• Henrico County resident Elizabeth Wall Rogers’ historical novel “Yankee Gold” (312 pages, Story Merchant Books, $15.99), is set in New Mexico during the Civil War.

• Two Chihuahuas play detective — and join forces with mutt Jog, mockingbird Moc and loggerhead turtle Big Mama — to foil turtle-egg snatchers on Bald Head Island, N.C., in Falls Church resident Rhoda Canter’s children’s book, “The Adventures of Starfoot and Brown” (119 pages, CreateSpace, $16.50).

Katie D. Anderson, a Richmond native and a 1989 graduate of Collegiate Schools, has written her first book, “Kiss and Make Up” (320 pages, Skyscape, $16.99), a young-adult novel.

• Retired Times-Dispatch science writer Beverly Orndorff has published an e-book, “George Gamow: The Whimsical Mind Behind the Big Bang” ($6.99), about the Russian-born American physicist.

Jay Strafford

Civil War Photos 1861 - 1865

The quality of some of these photos are just amazing when you consider that they were taken 150 years ago…

Civil War Photos 1861 - 1865 

Journey To Publication Reviews Yankee Gold

4.0 out of 5 stars Inspirational

My book review today is on the historical book Yankee Gold by Beth Rogers. This book takes place in the civil war and the years following it.It is easy to see that Beth has done massive amounts of research on this time in history. Unfortunately I found the historical facts and statistics to be a hindrance to the actual story, it was so full of facts and details it was hard to stay on the story line. It is a great accomplishment for Beth. If you are a history buff I know you will want to read this book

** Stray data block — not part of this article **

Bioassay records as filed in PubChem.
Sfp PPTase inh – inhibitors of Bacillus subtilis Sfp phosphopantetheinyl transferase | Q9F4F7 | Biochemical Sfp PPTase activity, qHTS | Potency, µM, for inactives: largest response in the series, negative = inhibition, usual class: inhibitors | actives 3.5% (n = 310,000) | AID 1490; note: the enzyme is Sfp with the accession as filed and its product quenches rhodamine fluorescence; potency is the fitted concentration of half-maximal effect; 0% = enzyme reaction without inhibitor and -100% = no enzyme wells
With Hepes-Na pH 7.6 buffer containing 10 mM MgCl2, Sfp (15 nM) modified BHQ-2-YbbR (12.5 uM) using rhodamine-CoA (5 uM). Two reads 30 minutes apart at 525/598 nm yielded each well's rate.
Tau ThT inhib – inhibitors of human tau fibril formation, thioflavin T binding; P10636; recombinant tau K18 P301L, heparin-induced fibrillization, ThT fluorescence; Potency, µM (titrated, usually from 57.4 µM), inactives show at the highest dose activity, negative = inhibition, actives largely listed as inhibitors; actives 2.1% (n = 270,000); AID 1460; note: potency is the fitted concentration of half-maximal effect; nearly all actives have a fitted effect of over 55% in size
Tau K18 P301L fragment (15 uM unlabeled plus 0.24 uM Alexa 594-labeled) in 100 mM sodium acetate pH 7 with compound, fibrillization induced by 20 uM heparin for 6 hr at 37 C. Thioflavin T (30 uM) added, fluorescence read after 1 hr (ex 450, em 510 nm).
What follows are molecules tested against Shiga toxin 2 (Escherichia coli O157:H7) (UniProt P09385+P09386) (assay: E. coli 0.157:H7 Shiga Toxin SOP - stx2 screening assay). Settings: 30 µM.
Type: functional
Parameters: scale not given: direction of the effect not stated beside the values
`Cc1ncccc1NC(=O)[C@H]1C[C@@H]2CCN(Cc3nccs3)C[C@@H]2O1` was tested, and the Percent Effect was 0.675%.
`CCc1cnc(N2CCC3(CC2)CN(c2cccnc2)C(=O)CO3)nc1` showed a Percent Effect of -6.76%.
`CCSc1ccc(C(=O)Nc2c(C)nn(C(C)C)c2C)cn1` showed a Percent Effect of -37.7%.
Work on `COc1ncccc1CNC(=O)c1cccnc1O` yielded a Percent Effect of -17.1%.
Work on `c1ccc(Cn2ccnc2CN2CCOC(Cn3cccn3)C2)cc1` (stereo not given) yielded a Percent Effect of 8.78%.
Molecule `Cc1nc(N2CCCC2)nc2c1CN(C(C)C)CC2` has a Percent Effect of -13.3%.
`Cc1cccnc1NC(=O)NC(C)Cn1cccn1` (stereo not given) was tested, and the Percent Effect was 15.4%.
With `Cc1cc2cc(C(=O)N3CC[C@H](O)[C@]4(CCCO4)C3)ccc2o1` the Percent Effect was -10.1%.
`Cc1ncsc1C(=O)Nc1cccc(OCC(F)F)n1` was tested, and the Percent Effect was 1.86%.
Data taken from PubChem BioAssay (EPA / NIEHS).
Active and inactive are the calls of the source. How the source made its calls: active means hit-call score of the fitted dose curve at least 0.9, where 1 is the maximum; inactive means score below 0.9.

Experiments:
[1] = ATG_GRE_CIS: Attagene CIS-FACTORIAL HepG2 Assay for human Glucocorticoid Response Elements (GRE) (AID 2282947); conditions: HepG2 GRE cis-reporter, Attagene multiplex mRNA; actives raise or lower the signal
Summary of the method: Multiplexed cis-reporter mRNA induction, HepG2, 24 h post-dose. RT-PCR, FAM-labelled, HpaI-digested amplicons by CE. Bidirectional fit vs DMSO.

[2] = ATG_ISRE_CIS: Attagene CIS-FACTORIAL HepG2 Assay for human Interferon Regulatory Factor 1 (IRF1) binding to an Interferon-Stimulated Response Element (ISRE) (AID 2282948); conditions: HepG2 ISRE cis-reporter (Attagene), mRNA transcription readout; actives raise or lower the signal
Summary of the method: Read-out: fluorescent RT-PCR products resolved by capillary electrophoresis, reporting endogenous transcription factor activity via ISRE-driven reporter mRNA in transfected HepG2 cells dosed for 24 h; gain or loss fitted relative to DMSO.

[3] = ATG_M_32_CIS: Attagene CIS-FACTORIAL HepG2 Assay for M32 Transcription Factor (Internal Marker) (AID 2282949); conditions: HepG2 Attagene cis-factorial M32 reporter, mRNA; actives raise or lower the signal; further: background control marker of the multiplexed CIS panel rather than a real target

This story was about a man's struggle to stay true to his principals in a world of corruption, slavery, and changing times. Steve Elkins is a young attorney who had served as a spy through the war, he has now moved to the southwestern part of the country. He is sent to the area to write contracts for several mines. The army was being paid to protect the mines and although they aren't doing much with the mines there is resentment towards Steve. He is in office when a family emergency sends him home, while there he marries and brings part of his family back with him. Steve strives for statehood for New Mexico. Though the politicians want the benefits from statehood there is much resistance to his efforts. He faces great personal and political difficulties with from his efforts.